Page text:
Cereal Box Notebook Cover

D.M. rendition of “Soul’s Flight” – poster size

The Backstory

Now that I am back to cubicle life after 5 years on the road, I need to keep track of my daily tasks.  I know some folks like a spiral-bound, but I prefer a nice composition notebook, but they look so generic.
In my last cube-life job, I had gotten a laminated Niagara Falls poster from posters.com to decorate one of my cell cube walls.  I packed the poster away in its mailing tube during the last house move.  Or so I thought.  Instead I found the lovely “Soul’s Flight” by Keith Mallett knock-off that D.M. made me some years ago.  I love it, the woman is beautiful, the African prints are great, and it has BUTTERFLIES!  But… it doesn’t match anything in the new apartment and is too big to decorate my new cube…as a poster.
BUT, it could become a cover for my work composition books!  And here’s where the cereal boxes come in…

The TutorialMaterials Used1 brown paper shopping bag (or recycle some wrapping paper or kraft/packing paper – which is what I used)
1 composition notebook
2 empty cereal boxes
Glue (I used Elmer’s Glue-All for regular gluing and decoupage)
Clamps (optional)
Duct tape
Clear Contact paper
1.  Glue 2 cereal boxes together on their short sides.  Depending on the glue you use, you may need to clamp or press down on the glued sides with heavy books.  I did this last Friday morning and it dried while I was at work.  (Note:  Make sure it’s a thin bead of glue or you may be prying some of the cereal box cardboard apart to get it to lay flat.  Ask me how I know this…). 

2.  Make a paper bag bookcover (like in the olden days for school books!) for the notebook.  This cover will become your template.  I always used to make my paper bag bookcovers with wings – instead of having one long line of paper bag.  Do whatever you’re comfy with.  Crafting a Green World has a good tutorial if you’ve never made a paper bag bookcover before.  This step only takes a few minutes.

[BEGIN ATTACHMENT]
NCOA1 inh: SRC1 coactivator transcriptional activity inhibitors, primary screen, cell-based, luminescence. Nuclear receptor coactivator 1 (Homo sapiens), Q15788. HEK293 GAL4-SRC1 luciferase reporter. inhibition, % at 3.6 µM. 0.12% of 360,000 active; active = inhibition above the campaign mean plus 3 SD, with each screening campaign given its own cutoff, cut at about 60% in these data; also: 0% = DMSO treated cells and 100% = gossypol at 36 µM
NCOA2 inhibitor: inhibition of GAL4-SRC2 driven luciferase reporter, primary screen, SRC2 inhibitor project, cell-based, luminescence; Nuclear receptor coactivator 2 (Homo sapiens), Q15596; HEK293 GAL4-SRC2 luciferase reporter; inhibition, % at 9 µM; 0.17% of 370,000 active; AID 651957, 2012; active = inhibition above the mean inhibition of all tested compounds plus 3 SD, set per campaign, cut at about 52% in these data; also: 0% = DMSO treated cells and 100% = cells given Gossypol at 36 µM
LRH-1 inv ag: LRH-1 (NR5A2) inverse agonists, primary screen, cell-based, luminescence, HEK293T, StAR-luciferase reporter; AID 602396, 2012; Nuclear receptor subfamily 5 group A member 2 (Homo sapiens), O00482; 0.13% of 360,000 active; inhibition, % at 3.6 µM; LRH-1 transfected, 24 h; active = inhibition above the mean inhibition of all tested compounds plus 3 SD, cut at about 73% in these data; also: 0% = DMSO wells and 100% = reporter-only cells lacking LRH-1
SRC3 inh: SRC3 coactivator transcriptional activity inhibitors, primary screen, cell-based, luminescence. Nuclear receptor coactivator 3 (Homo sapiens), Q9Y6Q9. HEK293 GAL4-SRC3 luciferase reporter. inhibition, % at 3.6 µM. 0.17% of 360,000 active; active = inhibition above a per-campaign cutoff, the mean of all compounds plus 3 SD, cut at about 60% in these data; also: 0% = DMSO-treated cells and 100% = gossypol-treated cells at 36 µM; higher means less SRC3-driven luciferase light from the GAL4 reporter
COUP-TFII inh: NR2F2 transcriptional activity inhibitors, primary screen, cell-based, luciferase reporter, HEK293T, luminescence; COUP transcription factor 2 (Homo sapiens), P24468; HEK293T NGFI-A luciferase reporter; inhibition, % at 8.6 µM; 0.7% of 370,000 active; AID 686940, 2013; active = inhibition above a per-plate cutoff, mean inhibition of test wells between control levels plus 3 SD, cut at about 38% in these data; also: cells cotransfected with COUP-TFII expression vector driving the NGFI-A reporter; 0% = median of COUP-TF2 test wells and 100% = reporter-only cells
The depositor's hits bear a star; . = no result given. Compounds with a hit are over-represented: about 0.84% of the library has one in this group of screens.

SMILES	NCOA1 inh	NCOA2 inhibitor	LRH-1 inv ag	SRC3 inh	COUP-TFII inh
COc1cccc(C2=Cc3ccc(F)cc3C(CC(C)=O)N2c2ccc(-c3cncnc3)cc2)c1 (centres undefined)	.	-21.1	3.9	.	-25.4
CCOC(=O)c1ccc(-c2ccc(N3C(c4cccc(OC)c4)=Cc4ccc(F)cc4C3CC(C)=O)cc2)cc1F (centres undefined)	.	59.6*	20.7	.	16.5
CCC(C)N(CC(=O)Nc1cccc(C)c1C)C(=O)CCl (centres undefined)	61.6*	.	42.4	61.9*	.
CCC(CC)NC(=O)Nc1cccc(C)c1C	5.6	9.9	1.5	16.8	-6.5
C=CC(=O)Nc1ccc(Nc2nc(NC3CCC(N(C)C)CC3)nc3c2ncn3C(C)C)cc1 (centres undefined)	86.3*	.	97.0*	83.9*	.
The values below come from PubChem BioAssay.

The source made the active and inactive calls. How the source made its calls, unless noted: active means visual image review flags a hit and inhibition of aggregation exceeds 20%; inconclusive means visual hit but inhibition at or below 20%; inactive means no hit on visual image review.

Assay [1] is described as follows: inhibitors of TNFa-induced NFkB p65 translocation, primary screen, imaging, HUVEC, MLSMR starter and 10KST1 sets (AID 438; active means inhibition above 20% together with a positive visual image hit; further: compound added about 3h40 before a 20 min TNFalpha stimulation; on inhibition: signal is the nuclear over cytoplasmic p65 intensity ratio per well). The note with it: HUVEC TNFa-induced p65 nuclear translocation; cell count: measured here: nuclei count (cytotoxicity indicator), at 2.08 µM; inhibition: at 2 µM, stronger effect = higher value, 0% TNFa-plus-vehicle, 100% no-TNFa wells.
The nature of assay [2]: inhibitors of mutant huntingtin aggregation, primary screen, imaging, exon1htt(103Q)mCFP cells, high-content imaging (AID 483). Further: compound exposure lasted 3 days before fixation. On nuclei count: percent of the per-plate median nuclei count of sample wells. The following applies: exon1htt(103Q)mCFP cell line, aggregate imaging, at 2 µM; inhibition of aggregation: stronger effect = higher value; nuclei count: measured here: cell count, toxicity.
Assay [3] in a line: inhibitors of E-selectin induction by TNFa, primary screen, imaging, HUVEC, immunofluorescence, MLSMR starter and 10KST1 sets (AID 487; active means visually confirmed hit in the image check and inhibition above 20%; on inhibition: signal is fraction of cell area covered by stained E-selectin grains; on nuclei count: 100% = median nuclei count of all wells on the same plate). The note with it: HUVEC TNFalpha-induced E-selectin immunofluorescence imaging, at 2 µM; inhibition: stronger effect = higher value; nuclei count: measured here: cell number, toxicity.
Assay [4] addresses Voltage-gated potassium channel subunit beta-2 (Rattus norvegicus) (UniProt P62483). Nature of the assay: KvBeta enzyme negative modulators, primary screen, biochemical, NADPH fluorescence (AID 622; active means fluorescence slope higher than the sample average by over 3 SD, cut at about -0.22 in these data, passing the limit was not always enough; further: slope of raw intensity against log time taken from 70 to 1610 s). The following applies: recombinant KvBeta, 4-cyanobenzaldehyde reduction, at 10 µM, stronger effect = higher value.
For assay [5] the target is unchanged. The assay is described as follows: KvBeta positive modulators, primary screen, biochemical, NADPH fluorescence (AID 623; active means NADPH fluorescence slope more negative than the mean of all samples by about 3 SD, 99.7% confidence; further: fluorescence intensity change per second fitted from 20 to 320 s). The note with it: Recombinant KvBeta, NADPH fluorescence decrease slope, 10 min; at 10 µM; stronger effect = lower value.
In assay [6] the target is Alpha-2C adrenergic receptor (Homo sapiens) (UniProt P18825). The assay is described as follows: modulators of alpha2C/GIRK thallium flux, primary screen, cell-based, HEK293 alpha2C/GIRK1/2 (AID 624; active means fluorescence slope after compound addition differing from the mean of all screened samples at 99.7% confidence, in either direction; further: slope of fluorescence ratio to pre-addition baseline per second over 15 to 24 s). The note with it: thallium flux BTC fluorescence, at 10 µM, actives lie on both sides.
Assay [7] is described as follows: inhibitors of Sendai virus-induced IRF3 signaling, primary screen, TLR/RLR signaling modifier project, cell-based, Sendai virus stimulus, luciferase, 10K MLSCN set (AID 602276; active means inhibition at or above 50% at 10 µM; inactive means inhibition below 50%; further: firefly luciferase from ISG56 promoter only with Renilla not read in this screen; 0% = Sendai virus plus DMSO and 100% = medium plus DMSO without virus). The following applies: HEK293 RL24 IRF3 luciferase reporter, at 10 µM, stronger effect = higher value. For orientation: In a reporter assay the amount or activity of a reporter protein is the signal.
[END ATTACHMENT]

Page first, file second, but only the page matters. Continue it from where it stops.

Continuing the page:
3.  Back to the cereal boxes:  When they’re dry, press them out flat.  You should have one long expanse of thin cardboard to work with now.  Take your paper bag template and trace it onto the cereal boxes.  I used the cereal boxes existing scoring/folds as the spine of notebook cover.  Cut out the traced notebook cover.

4.  Use duct tape to reinforce the moving parts of the cover.
5.  Determine the placement of your artwork on the cover.  Cut out your desired design.

6.  Start gluing! 
     a.  For the gold background, I decoupaged (3 parts Glue-All/ 1 part water & a sponge brush) cut pieces around the cover.  I made sure that some of the gold paper wrapped around the edges of the box.  I then used the clamps again to get the paper to stay put while drying.
     b.  Once the background was dry, I placed the rest of the artwork in various places around the cover.  I had to decide how to get the woman on it without ruining the marker work.  I could have used spray adhesive, but I used the Xyron I bought ages ago and rarely use.  The Xyron is great!  But spray adhesive would work fine.
7.  Take the paper bag template and cut a full piece of clear Contact paper the total length of the template.
8.  Once your gluing work is complete – and completely dry – cover your work with the Contact paper.  Be careful as this can be tricky with a large piece!  I peeled away small pieces of the Contact paper’s 
backing at a time and smoothed it onto the cover along the way.  I used my boxcutter (*shh, I’m a bad crafter with no X-acto knife*) to slit the Contact paper at the notebook cover’s wings.  I folded the excess Contact paper to the back side of the notebook cover.

That’s it, your notebook cover is done!  Put your new cover around your notebook and enjoy your handiwork!  (Note:  Your notebook cover may need some “coaxing” to flatten.  I sat on mine…my extra weight is finally good for something ;))


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